It’s gonna be interesting. I’m both terrified and excited. We shall see.

    6
  24. Teve says:

    @green_footballs

    I notice Trump isn’t shouting KEEP AMERICA GREAT so much anymore.

  25. Teve says:

    Obviously right wingers don’t win prizes for having big brains, but this idiot brought a bazooka to a Subway.

    idiot

    2
  26. Mikey says:

    @Teve: Because there is no plan beyond hoping America gets used to 3000 dead a day for the foreseeable future.

    Horrendous.

    3
  27. Michael Cain says:

    @Teve: I was just getting old enough to take a real interest in cars near the end of that period. Things are indeed so much better these days: radial tires, disk brakes, ABS, enormously improved suspension, and on and on. I learned to drive in a ’53 Buick. If you needed to change lanes, you made an appointment (“How about Tuesday? Would Tuesday be good?”). Getting that mass stopped with those little brake pads was much the same. It wallowed around corners. My little Honda Fit stops and accelerates much quicker and is a lot more agile.

    I’m talking about the last eight weeks. My perception, at least, is that people have become more careless just in that time. The parking lot thing. Drifting out of their lanes and then recovering. I haven’t seen anything like Mikey described, but I am now regularly passed by people doing 60 in the 40 zone, something that used to be very rare.

    2
  28. Stormy Dragon says:

    The irony is that the “Reopen or die” crowd is actually making reopening harder. The more people see nuts running around in public refusing to comply with any safety precautions whatsoever, the more they’ll want to stay home to avoid the risk of running into them.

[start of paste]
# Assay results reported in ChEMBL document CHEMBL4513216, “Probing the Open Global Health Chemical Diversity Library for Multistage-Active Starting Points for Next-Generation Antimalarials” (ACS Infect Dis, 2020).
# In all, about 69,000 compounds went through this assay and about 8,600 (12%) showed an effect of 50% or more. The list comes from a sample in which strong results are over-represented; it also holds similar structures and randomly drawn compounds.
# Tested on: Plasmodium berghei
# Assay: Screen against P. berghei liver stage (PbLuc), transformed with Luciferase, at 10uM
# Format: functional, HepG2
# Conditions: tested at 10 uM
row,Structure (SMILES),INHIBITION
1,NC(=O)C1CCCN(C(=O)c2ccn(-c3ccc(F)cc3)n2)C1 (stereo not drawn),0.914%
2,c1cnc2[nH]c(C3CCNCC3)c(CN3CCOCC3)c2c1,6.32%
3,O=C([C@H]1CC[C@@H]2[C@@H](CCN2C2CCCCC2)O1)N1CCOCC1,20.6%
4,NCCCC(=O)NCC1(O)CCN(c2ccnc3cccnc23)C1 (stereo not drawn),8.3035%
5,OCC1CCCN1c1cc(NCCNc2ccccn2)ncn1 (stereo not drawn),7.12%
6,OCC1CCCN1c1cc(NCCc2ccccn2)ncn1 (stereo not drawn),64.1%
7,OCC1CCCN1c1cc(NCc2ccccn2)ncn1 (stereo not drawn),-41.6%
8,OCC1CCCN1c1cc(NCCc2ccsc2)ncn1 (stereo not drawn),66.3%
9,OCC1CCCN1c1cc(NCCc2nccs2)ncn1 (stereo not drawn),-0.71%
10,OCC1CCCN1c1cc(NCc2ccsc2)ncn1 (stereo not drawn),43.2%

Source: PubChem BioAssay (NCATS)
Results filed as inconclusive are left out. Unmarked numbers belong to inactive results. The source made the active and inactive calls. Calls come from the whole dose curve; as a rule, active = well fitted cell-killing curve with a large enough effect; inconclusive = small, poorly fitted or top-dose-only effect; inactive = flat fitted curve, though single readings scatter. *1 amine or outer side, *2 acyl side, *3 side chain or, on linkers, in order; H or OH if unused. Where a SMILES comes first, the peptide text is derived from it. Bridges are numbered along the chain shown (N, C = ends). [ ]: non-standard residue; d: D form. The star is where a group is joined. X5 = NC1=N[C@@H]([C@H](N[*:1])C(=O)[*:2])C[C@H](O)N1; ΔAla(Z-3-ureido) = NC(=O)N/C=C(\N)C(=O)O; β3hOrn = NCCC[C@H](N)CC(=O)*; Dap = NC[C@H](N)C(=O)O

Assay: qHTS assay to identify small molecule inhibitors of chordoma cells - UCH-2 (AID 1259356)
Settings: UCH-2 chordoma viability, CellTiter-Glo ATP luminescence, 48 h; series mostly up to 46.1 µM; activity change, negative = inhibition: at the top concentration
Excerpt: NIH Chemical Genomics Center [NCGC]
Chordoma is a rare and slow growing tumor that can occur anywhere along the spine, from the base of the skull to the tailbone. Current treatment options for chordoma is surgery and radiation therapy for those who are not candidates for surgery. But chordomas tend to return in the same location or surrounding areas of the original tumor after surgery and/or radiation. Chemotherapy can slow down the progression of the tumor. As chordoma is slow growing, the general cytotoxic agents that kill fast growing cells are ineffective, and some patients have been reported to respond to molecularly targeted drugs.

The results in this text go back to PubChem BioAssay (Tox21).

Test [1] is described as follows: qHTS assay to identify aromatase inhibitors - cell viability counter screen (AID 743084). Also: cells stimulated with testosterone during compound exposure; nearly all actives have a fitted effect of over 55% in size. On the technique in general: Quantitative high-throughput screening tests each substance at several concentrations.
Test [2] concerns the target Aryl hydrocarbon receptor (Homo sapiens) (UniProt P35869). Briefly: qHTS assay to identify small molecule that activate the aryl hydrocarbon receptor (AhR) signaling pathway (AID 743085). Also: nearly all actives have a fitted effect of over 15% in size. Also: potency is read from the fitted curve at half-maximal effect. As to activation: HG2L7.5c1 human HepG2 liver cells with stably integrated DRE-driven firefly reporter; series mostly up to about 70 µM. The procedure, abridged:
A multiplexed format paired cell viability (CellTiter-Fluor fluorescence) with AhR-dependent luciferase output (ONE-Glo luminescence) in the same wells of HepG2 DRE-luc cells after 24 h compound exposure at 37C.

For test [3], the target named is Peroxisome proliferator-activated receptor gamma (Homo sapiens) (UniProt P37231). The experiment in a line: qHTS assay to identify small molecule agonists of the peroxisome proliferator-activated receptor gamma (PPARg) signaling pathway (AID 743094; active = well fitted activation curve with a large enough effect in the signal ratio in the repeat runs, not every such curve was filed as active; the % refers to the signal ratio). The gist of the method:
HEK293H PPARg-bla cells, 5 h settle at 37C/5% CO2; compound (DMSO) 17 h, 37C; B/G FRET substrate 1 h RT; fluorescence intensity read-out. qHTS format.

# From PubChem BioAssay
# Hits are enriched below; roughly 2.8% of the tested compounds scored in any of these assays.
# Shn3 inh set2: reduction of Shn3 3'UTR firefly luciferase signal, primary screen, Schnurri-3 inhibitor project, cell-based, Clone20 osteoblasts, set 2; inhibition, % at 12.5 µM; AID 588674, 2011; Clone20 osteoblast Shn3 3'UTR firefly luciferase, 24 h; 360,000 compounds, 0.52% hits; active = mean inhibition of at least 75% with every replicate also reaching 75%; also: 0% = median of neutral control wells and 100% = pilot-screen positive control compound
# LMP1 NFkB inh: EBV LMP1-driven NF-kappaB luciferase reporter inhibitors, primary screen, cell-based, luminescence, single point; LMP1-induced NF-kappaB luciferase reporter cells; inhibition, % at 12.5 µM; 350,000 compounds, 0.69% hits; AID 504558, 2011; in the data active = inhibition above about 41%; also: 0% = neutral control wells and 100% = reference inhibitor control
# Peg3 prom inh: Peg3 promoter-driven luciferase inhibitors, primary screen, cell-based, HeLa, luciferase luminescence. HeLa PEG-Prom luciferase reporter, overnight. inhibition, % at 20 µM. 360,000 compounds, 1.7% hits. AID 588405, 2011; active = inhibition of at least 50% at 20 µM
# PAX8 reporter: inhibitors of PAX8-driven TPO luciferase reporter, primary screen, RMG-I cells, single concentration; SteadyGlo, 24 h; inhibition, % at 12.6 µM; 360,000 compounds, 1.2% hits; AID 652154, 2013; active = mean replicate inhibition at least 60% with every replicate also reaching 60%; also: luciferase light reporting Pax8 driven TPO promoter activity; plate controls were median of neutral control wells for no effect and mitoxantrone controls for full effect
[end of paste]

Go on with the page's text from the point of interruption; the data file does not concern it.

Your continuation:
12
  29. Mike says:

    @Steven L. Taylor: Every parent who can, will pay $20 + for a kids movie release. Few hours of peace…

    2
  30. grumpy realist says:

    @Teve: I don’t think that Google-fu will help matters….it’s about as understandable as the Voynich manuscript. And at least that had pretty pictures.

    1
  31. Sleeping Dog says:

    @Michael Reynolds:
    @EddieInCA:

    Saw this article Why the porn industry has a lot to teach us about safety in the Covid-19 era

    It seems to be a workable model for many industries and individual companies. Not perfect, but nothing is.

    Re-opening will be a slow, painful process that will suddenly be curtailed again due to outbreaks of the virus. Eventually, after a vaccine regime has been implemented, we’ll return to a new-normal. We’re not going back to January, 2020.

    3
  32. Kenny says:

    @EddieinCA … If you don’t mind my asking … what sort of work is it that you do in TV? We were just having this as an idle conversation here and it turned into an impact-via-perspective-and-role sort of thing …

    1
  33. EddieInCA says:

    @Kenny:

    Currently, I am a Producer or Line Producer or Co-Producer on network TV series, mostly. In the past, I’ve also worked on features, but not at the Producer level. I’ve been in the business for 38 years, going back to shows like Hotel, Dynasty, even The Love Boat while working at ABC Television.

    1
  34. CSK says:

    @EddieInCA:
    Line producing is a ton of work.

    1
  35. Matt says:

    @Teve: Holy cow wth. It’s an empty tube for god’s sake. What his official AR is in the shop or something? Might as well have a giant spray painted cardboard tube tied to his back lol..

  36. EddieInCA says:

    @CSK:

    Not if you love it. And I do. I freaking love going to work and I look forward to the new normal whatever it will be.

  37. Mister Bluster says:

    The recent obit post for Richard Friedman mentioned some 70’s gay sitcom characters.
    Now @EddieInCA: has tripped my memory of the show Hot l Baltimore.
    All I remember is laughing when a character(s) came down the stairway behind the registration desk.